Well, the truth is that the spreading of germs does not depend on whether we use a reusable or a disposable product, but on how do we use it or in other words, on whether we have good hygienic habits to minimise the spread of germs.

If we think of real-life examples, such as someone blowing their nose while walking on the street with no bin around or doing so while watching a theatre play, well, in most instances, a used tissue is going to end up in their bag or pocket. Not even mentioning that hand cleaning is by far not a common practice in these cases.

Now let’s imagine we are a hanky user that carries more than one at a time and folds it inwards after use, trapping the germs and presenting a new dry area each time, before placing it in their pocket. When one hanky is used up, we store it in a separate bag and pull out another one. And when we get home, we add the used hankies to the next wash. Not very different from a disposable paper tissue user, is it?

Still not convinced? Well, what about hay fever? There are no germs involved in allergies, so why not being gentle to your nose by choosing a cute, soft and cuddly chemicals-free hanky?

Soapy hands under water running from the tap.

Go for it!

In reality, handkerchiefs are only unsanitary, if we do not change them, as we would dispose of a paper tissue.

It takes 3x less energy to produce an organic cotton hanky compared to growing trees and producing pulp to manufacture a virgin fibre tissue.

It’s cheaper too. Disposables will always cost us more in the long run, because even if they seem cheap, they are designed to make us continue buying them again and again.

It may need a good washing every now and then, but neither will it produce a mountain of unnecessary trash nor will it further irritate our aching nose every time we have a cold. What is more, over time, the hanky becomes softer than any paper tissue, something your nose will surely appreciate.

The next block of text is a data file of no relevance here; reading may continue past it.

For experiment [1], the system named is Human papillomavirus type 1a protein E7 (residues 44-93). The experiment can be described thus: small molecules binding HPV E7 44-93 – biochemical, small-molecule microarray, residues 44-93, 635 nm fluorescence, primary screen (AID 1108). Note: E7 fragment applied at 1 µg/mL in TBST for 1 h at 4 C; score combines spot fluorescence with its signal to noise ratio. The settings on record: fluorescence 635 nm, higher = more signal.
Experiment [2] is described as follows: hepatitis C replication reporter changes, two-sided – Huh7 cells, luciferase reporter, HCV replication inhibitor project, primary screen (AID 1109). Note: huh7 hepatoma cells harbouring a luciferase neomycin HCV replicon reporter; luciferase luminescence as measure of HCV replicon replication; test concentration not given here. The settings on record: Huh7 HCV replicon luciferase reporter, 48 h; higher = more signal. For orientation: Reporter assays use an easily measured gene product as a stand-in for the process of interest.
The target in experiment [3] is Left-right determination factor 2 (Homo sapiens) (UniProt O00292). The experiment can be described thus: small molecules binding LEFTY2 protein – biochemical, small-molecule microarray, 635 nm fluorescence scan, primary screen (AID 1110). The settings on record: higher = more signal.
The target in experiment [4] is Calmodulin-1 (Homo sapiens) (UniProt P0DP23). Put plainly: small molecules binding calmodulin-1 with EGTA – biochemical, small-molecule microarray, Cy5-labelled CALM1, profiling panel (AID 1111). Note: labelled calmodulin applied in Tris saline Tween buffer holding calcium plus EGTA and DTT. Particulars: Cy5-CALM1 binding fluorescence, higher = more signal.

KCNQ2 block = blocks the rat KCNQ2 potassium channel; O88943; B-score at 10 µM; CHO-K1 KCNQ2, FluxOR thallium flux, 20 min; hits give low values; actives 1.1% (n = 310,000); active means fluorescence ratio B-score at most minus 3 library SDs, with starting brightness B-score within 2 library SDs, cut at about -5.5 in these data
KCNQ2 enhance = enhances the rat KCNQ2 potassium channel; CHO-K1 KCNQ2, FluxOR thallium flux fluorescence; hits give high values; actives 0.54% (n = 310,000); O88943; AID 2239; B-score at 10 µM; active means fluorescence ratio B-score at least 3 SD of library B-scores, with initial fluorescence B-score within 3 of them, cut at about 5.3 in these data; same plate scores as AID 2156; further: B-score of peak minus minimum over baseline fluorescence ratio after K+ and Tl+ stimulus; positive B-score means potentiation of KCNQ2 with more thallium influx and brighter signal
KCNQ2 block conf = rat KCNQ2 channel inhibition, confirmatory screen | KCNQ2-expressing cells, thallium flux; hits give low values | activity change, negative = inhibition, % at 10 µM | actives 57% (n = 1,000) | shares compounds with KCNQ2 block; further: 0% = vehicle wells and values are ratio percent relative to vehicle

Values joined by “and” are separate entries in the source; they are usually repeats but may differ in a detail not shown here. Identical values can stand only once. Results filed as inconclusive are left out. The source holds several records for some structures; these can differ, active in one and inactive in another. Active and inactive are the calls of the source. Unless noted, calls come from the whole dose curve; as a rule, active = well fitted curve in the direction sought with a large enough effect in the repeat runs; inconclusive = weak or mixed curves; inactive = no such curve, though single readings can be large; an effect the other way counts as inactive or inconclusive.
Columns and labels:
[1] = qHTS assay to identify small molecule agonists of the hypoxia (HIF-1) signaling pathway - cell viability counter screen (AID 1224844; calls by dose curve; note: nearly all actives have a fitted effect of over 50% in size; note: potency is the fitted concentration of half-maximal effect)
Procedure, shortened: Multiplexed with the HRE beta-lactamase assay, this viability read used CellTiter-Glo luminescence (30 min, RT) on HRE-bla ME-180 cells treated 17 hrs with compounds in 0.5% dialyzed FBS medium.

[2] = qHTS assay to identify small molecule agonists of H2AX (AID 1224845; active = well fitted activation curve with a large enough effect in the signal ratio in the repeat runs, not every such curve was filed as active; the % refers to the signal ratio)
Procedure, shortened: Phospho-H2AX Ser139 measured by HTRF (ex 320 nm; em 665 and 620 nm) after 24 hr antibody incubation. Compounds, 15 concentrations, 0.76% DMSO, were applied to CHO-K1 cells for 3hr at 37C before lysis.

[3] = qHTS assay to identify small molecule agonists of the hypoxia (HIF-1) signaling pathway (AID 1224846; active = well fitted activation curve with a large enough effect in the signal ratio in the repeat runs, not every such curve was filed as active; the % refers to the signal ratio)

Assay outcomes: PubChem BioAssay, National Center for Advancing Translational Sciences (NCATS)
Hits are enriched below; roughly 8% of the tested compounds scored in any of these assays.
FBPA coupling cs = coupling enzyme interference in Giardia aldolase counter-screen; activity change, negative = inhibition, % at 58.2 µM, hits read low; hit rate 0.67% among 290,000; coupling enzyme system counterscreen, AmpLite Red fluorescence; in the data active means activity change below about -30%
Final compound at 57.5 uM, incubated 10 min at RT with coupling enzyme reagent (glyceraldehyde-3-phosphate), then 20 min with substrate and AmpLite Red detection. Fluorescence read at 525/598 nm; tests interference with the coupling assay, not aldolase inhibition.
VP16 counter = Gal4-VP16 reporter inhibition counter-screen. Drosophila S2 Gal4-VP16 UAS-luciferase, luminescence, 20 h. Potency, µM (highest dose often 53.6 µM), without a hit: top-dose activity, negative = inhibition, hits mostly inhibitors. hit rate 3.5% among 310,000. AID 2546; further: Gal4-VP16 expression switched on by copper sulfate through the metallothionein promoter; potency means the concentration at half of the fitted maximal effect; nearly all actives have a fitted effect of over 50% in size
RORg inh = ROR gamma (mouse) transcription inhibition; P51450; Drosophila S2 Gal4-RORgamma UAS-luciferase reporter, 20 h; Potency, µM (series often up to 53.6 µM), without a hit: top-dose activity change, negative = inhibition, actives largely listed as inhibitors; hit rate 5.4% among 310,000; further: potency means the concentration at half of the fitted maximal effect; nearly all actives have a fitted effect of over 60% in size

And no, you will not waste more resources by washing them. Handkerchiefs are so small you can always stuff them into your washing machine when you wash a load. The hanky comes out as a clear winner, using 4.5x less water than a virgin paper tissue. Even if it takes around 2.2 litres to produce one paper tissue and 165 litres to grow and manufacture a single hanky and 78 litres to wash it throughout your lifetime, it by far beats the disposable hanky, because it will be used at least 520 times, bringing it down to 0.47 litres of water per nose-blow.

Finally, the fact that a hanky is reusable and recyclable means it does not end up in a landfill, and all of the harmful production-related stuff, sourcing of raw materials, manufacturing, packaging, and transporting happens only once, rather than every time you have a good cry.


  • Ask your grandparents
  • Make your own from old sheets and pillowcases
  • Buy vintage hankies
  • If purchasing new, choose unbleached organic cotton or hemp
Beautiful colourful piece of cloth with a leaves and flowers pattern.

But they are ugly and old school!

Not true at all! Check out these minimal, simple and cutest ever, colourful, soft and cuddly, reusable handkerchiefs, made in organic cotton. Adorable, aren't they?